The Power of Stephanie Hsu


Stephanie Hsu | Photos: Jessie Hirschhorn Photography/Theatrely

Dan Meyer
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January 25, 2023 1:35 PM

In honor of her 2023 Oscar nomination in the Best Supporting Actress category for Everything Everywhere All At Once, Theatrely is revisiting Dan Meyer's interview with Stephanie Hsu. Their meeting took place on April 4, 2022, at A24 Studios in New York City. All photos below are by Jessie Hirschhorn.


Stephanie Hsu is very cold—literally, the office we’re sitting in is freezing. Her bubbly charm is as warm as ever, though, as we sat down to discuss her latest project, the A24 film Everything, Everywhere All at Once from Daniel Kwan and Daniel Scheinert (aka The Daniels).

The star plays two characters: Joy, the depressed daughter of Evelyn (played by Michelle Yeoh, already earning Oscar buzz for 2023), and Jobu Tupaki, the main foil to Evelyn as she travels across the multiverse to save all of humanity from falling into nothingness. It’s not as confusing as it sounds once you see the movie (which you absolutely should, it’s incredible), now playing cinemas across the country.

Jobu is particularly fascinating—requiring Hsu to wear a different costume, affectation, and personality in nearly every scene as each world contains a different version of her character: serial killer, pink Elvis, golfer, and so on. It’s a performance so outrageous, heartbreaking, and wondrous that only a stage alum could do it.

Below, Theatrely chats with Stephanie about the duality of these characters, late night hang outs on set, and how Broadway needs to change before she returns. Our interview has been edited for length and clarity.

How do you feel that your theatre experience helped you with this role?

First of all, I think that Broadway kicked my ass. [laughs] There’s truly nothing harder in the whole universe than doing eight shows a week. The type of stamina and discipline and commitment is paramount. Right before I worked on this movie, I was doing Be More Chill and filming season three of The Marvelous Mrs. Maisel at the same time. It was amazing, but it was also really exhausting, and it primed me perfectly for getting to do my first feature film. In the movie, one version of [my] character is very theatrical in many ways. So being able to play with those extremes and switching on a dime and being unafraid of improvising, I think really helped in making that character sort of singular.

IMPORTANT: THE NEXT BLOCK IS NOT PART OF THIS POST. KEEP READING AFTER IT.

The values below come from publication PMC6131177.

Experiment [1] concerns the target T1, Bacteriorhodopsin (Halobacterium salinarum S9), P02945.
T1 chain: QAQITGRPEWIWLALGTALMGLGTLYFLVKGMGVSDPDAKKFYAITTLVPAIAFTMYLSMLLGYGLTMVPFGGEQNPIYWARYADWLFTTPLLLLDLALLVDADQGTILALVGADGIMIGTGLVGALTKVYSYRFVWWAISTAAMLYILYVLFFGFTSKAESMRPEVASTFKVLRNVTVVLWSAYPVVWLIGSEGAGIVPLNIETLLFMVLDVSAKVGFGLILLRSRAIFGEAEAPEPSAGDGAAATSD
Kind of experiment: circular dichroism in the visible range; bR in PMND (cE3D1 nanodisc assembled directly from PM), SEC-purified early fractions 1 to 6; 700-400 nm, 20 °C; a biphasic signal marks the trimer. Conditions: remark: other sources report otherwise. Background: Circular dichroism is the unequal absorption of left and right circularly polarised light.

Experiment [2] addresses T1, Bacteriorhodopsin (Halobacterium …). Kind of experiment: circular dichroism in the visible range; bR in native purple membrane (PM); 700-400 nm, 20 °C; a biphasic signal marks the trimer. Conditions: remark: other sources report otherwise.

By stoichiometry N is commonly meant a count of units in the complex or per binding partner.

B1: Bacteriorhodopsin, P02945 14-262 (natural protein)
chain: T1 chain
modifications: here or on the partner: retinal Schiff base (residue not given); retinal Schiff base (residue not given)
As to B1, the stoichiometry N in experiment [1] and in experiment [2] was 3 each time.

It’s interesting that you talk about switching on a dime. One of the things I was thinking during the movie was this idea of duality within a person. Is that something that you explored while developing the character?

So, [the Daniels and I] talked a lot about nihilism and the philosophy behind this concept that if nothing matters, then what does? I think Joy and Jobu are both nihilists, but they just execute it in very different ways. Joy is weighed down by this nothingness and is deeply in despair. And Jobu is a great creator of chaos, but she’s not just weird for weird’s sake. It comes from this same core question of “What is?” They’re different and also the same because they share this emotional core. They just treat it very differently and that’s something that we developed and held onto throughout the process because we didn’t want to create a cliché villain. We wanted to create one that was complex and confusing and that audiences felt emotionally invested in, but didn’t quite know why.

It seems like it was quite the collaborative environment. What more can you share about that?

I think we all entered a hive mind. In some ways, I realized working on this project, film is maybe my favorite medium. It is like theatre, or like developing a play, where you know the beginning, middle, and end…It’s like you’re crafting one story all together, the same way as when you’re doing a rehearsal process. You start to discover new things that are part of the same soup that you’re all cooking together. Those become little secrets that you get to continue to draw out of your metaphorical fanny pack and put into the creative process. It really feels like you’re sculpting something together.

How did that affect the vibe on set day-to-day?

We had a lot of fun! Everyone worked their asses off. We started every morning with a warm-up with the whole cast, the whole crew, everybody. It’s not as profound as that might sound. It’s like tickle fights, or sometimes it’s a game, or sometimes it’s a dance party, and it’s just a moment; it’s a communal ritual to have us all land together. And I think that is one of the things that the Daniels do best. They create an environment where everyone feels like they’re valued. And so, inevitably, in any process of making, things get stressful. You run out of time, you’re behind schedule, your prop dildo doesn’t work. [laughs.] When people feel like they’re valued, they will show up for one another and take care of each other. I think the reason why the film works is because the way we made it is also the same lesson that is at the heart of the film.